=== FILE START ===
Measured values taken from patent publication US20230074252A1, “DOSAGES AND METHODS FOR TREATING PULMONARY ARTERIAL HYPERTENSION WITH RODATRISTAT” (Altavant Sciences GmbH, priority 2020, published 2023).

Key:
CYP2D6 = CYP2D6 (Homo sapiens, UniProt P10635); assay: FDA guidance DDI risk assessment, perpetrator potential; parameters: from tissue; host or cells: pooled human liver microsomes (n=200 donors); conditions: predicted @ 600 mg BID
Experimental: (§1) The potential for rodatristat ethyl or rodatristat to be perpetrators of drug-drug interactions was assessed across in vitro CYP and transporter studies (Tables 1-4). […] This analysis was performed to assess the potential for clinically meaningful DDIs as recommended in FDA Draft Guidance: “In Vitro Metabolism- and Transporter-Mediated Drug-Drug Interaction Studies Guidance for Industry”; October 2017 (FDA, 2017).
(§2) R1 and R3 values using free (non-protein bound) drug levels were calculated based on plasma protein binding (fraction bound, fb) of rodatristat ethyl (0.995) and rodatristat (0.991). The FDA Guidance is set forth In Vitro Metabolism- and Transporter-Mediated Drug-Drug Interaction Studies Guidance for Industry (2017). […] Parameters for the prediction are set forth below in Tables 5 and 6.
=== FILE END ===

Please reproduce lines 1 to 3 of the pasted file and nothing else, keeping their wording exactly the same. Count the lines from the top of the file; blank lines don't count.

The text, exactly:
Measured values taken from patent publication US20230074252A1, “DOSAGES AND METHODS FOR TREATING PULMONARY ARTERIAL HYPERTENSION WITH RODATRISTAT” (Altavant Sciences GmbH, priority 2020, published 2023).

Key:
CYP2D6 = CYP2D6 (Homo sapiens, UniProt P10635); assay: FDA guidance DDI risk assessment, perpetrator potential; parameters: from tissue; host or cells: pooled human liver microsomes (n=200 donors); conditions: predicted @ 600 mg BID